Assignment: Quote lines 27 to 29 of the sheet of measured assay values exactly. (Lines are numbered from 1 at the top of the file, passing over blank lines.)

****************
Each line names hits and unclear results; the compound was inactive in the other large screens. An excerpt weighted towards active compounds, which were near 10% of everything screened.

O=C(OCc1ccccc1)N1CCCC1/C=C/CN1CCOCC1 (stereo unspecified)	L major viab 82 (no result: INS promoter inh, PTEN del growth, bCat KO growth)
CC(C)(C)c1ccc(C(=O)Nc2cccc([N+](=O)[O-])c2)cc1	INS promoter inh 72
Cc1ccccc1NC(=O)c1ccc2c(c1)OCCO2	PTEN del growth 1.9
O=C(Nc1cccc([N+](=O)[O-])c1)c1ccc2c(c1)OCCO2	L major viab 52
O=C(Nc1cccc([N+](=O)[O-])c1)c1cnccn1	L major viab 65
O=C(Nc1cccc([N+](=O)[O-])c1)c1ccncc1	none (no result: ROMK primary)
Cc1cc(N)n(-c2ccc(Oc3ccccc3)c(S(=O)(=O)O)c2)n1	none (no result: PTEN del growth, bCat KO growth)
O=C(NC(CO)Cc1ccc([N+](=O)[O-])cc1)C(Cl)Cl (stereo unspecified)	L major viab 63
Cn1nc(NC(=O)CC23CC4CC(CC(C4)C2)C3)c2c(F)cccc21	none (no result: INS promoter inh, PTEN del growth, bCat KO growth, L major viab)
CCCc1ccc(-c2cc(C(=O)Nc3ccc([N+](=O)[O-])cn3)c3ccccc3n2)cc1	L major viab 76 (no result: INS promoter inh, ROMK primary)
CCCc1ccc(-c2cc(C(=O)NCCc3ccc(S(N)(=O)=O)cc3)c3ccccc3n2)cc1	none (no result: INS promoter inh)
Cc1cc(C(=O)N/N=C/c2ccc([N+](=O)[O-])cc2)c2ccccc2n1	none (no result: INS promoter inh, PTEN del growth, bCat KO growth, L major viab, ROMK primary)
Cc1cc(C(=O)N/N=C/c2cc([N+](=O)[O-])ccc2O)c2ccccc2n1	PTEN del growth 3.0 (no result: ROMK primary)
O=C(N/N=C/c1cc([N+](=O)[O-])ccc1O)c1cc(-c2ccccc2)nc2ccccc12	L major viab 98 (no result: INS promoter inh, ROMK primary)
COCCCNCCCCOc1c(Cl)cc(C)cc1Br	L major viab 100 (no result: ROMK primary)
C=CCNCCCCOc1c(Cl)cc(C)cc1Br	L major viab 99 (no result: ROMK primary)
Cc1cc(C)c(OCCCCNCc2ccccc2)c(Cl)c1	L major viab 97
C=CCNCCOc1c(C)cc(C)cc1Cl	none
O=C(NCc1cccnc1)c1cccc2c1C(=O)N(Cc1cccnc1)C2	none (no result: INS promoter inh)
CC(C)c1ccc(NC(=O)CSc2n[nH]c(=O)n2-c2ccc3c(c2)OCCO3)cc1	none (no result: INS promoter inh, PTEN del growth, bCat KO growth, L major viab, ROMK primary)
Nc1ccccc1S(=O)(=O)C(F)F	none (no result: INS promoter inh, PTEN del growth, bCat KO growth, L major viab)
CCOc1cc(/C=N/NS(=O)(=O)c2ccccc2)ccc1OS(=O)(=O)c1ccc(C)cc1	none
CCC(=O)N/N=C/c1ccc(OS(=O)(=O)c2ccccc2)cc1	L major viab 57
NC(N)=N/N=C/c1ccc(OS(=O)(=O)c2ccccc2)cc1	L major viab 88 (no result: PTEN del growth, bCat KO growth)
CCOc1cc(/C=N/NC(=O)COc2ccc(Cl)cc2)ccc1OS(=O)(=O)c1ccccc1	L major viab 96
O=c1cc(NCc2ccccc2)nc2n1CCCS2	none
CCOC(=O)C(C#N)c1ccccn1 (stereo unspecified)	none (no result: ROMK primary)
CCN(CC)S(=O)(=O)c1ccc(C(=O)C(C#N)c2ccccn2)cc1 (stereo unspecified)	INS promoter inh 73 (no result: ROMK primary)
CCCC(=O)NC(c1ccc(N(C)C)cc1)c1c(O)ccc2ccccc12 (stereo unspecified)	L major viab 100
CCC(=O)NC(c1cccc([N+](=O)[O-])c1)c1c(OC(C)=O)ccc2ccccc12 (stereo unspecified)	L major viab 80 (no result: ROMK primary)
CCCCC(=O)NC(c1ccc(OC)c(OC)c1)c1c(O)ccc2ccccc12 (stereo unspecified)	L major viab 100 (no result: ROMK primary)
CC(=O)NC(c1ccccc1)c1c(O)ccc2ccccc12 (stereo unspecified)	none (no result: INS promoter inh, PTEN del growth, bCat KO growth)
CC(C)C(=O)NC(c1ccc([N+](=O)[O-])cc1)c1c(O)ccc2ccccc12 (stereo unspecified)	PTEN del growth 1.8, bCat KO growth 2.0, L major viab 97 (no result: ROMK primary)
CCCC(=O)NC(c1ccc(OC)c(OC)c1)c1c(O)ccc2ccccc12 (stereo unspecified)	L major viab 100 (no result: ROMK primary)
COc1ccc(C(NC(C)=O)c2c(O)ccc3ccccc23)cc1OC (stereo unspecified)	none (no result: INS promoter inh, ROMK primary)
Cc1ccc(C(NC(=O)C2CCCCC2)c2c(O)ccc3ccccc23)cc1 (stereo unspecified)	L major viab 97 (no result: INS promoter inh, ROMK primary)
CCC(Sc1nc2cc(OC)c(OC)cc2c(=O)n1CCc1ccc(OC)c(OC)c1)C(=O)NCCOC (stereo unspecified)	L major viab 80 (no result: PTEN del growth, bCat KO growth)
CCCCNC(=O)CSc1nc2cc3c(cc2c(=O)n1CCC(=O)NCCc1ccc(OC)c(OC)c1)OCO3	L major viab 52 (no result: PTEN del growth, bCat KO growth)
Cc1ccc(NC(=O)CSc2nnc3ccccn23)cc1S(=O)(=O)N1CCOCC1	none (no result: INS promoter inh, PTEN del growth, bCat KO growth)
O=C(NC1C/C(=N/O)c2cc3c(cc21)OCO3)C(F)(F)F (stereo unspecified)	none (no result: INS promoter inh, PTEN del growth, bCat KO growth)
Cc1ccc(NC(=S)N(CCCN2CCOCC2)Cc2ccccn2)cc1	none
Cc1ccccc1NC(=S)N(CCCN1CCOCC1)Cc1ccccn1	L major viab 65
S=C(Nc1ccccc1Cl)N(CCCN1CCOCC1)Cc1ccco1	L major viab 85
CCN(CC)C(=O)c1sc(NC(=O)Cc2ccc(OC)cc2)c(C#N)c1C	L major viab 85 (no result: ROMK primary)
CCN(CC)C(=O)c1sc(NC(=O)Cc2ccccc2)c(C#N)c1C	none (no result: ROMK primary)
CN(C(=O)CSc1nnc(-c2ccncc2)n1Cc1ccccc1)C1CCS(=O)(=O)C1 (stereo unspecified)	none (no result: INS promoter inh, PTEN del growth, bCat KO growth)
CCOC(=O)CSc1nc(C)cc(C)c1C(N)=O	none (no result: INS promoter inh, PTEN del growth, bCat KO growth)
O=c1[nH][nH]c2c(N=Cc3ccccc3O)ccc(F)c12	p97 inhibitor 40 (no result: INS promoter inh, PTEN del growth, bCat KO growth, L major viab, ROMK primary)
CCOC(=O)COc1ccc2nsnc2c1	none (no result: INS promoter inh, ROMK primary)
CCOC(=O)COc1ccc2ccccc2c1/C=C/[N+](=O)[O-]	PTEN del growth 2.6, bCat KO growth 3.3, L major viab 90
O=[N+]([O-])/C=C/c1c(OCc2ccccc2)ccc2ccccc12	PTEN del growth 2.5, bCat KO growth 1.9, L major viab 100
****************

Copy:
O=c1cc(NCc2ccccc2)nc2n1CCCS2	none
CCOC(=O)C(C#N)c1ccccn1 (stereo unspecified)	none (no result: ROMK primary)
CCN(CC)S(=O)(=O)c1ccc(C(=O)C(C#N)c2ccccn2)cc1 (stereo unspecified)	INS promoter inh 73 (no result: ROMK primary)